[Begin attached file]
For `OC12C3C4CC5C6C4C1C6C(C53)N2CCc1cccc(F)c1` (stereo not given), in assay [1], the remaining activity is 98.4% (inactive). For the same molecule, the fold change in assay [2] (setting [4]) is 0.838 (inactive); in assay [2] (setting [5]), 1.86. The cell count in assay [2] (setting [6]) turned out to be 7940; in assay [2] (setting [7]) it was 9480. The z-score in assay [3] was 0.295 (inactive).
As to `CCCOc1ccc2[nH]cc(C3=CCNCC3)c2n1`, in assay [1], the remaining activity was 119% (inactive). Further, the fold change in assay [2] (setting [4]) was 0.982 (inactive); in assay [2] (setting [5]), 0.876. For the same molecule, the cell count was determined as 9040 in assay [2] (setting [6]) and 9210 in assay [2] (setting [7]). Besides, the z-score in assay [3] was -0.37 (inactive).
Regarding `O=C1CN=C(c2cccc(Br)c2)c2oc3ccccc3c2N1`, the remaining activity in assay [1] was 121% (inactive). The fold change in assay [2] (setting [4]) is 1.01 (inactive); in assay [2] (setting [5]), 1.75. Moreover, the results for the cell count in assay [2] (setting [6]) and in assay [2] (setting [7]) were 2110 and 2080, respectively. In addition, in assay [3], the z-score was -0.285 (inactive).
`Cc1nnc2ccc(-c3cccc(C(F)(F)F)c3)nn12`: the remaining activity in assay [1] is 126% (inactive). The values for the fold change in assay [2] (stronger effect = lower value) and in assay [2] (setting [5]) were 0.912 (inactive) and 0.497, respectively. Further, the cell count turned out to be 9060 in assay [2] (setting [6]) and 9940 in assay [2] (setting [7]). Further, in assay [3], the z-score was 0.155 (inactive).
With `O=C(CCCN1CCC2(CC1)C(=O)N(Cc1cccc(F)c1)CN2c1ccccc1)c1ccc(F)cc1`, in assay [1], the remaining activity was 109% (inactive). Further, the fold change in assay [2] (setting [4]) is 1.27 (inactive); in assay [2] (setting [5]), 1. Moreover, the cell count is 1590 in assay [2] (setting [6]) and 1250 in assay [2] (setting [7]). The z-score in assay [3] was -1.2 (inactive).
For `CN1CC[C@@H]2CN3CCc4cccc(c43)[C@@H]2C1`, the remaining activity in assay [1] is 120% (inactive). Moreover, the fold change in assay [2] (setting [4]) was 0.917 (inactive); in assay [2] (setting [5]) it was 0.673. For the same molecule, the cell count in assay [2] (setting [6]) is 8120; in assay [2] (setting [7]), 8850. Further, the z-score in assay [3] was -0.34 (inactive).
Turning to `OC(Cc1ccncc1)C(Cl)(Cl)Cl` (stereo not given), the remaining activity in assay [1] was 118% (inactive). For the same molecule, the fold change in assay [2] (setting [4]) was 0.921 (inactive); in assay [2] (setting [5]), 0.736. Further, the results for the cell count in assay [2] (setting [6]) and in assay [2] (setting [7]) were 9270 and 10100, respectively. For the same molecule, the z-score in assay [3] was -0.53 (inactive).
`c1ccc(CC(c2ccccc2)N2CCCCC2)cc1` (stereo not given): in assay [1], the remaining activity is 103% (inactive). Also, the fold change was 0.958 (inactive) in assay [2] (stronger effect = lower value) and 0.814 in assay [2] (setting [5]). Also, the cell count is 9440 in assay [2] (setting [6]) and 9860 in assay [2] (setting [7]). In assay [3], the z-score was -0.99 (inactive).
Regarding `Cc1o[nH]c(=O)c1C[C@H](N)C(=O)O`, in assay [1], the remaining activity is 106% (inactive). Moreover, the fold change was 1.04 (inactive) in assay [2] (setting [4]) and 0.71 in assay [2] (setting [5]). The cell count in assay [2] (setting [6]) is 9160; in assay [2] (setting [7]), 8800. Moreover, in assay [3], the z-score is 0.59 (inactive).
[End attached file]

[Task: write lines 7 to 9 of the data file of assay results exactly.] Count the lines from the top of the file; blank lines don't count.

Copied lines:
Turning to `OC(Cc1ccncc1)C(Cl)(Cl)Cl` (stereo not given), the remaining activity in assay [1] was 118% (inactive). For the same molecule, the fold change in assay [2] (setting [4]) was 0.921 (inactive); in assay [2] (setting [5]), 0.736. Further, the results for the cell count in assay [2] (setting [6]) and in assay [2] (setting [7]) were 9270 and 10100, respectively. For the same molecule, the z-score in assay [3] was -0.53 (inactive).
`c1ccc(CC(c2ccccc2)N2CCCCC2)cc1` (stereo not given): in assay [1], the remaining activity is 103% (inactive). Also, the fold change was 0.958 (inactive) in assay [2] (stronger effect = lower value) and 0.814 in assay [2] (setting [5]). Also, the cell count is 9440 in assay [2] (setting [6]) and 9860 in assay [2] (setting [7]). In assay [3], the z-score was -0.99 (inactive).
Regarding `Cc1o[nH]c(=O)c1C[C@H](N)C(=O)O`, in assay [1], the remaining activity is 106% (inactive). Moreover, the fold change was 1.04 (inactive) in assay [2] (setting [4]) and 0.71 in assay [2] (setting [5]). The cell count in assay [2] (setting [6]) is 9160; in assay [2] (setting [7]), 8800. Moreover, in assay [3], the z-score is 0.59 (inactive).